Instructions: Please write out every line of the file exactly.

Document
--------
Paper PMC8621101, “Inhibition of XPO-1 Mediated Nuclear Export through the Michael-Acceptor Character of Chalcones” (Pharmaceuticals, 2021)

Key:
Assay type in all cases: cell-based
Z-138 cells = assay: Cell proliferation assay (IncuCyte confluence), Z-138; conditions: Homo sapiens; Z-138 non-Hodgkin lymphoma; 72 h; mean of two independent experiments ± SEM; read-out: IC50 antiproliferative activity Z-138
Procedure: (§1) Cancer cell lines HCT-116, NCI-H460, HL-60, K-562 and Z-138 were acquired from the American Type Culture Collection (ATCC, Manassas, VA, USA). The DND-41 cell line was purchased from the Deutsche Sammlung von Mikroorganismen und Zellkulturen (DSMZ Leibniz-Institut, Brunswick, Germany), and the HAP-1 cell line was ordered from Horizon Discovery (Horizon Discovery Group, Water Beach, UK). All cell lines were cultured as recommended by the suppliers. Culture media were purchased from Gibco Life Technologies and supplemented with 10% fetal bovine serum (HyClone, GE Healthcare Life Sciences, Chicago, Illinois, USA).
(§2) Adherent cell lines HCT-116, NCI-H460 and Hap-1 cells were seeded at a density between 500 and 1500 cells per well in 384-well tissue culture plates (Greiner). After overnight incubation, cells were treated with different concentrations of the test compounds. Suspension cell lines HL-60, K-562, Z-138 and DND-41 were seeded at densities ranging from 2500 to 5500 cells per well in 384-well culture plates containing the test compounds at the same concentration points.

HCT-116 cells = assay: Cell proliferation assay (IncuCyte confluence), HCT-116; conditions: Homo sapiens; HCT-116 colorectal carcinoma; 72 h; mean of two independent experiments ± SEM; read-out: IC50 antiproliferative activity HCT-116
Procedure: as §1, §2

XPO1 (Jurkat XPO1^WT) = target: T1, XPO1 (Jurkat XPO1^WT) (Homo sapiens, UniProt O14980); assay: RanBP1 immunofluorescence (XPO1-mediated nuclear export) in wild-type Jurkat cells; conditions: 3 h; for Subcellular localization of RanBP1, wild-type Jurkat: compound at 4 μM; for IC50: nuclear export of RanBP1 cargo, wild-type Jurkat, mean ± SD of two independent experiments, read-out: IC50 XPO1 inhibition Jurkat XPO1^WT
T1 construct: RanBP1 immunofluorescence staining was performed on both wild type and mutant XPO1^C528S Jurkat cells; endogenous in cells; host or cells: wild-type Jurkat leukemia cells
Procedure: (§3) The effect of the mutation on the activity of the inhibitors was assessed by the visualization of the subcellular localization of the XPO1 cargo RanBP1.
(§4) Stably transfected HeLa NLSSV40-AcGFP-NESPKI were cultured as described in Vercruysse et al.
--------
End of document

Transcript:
Paper PMC8621101, “Inhibition of XPO-1 Mediated Nuclear Export through the Michael-Acceptor Character of Chalcones” (Pharmaceuticals, 2021)

Key:
Assay type in all cases: cell-based
Z-138 cells = assay: Cell proliferation assay (IncuCyte confluence), Z-138; conditions: Homo sapiens; Z-138 non-Hodgkin lymphoma; 72 h; mean of two independent experiments ± SEM; read-out: IC50 antiproliferative activity Z-138
Procedure: (§1) Cancer cell lines HCT-116, NCI-H460, HL-60, K-562 and Z-138 were acquired from the American Type Culture Collection (ATCC, Manassas, VA, USA). The DND-41 cell line was purchased from the Deutsche Sammlung von Mikroorganismen und Zellkulturen (DSMZ Leibniz-Institut, Brunswick, Germany), and the HAP-1 cell line was ordered from Horizon Discovery (Horizon Discovery Group, Water Beach, UK). All cell lines were cultured as recommended by the suppliers. Culture media were purchased from Gibco Life Technologies and supplemented with 10% fetal bovine serum (HyClone, GE Healthcare Life Sciences, Chicago, Illinois, USA).
(§2) Adherent cell lines HCT-116, NCI-H460 and Hap-1 cells were seeded at a density between 500 and 1500 cells per well in 384-well tissue culture plates (Greiner). After overnight incubation, cells were treated with different concentrations of the test compounds. Suspension cell lines HL-60, K-562, Z-138 and DND-41 were seeded at densities ranging from 2500 to 5500 cells per well in 384-well culture plates containing the test compounds at the same concentration points.

HCT-116 cells = assay: Cell proliferation assay (IncuCyte confluence), HCT-116; conditions: Homo sapiens; HCT-116 colorectal carcinoma; 72 h; mean of two independent experiments ± SEM; read-out: IC50 antiproliferative activity HCT-116
Procedure: as §1, §2

XPO1 (Jurkat XPO1^WT) = target: T1, XPO1 (Jurkat XPO1^WT) (Homo sapiens, UniProt O14980); assay: RanBP1 immunofluorescence (XPO1-mediated nuclear export) in wild-type Jurkat cells; conditions: 3 h; for Subcellular localization of RanBP1, wild-type Jurkat: compound at 4 μM; for IC50: nuclear export of RanBP1 cargo, wild-type Jurkat, mean ± SD of two independent experiments, read-out: IC50 XPO1 inhibition Jurkat XPO1^WT
T1 construct: RanBP1 immunofluorescence staining was performed on both wild type and mutant XPO1^C528S Jurkat cells; endogenous in cells; host or cells: wild-type Jurkat leukemia cells
Procedure: (§3) The effect of the mutation on the activity of the inhibitors was assessed by the visualization of the subcellular localization of the XPO1 cargo RanBP1.
(§4) Stably transfected HeLa NLSSV40-AcGFP-NESPKI were cultured as described in Vercruysse et al.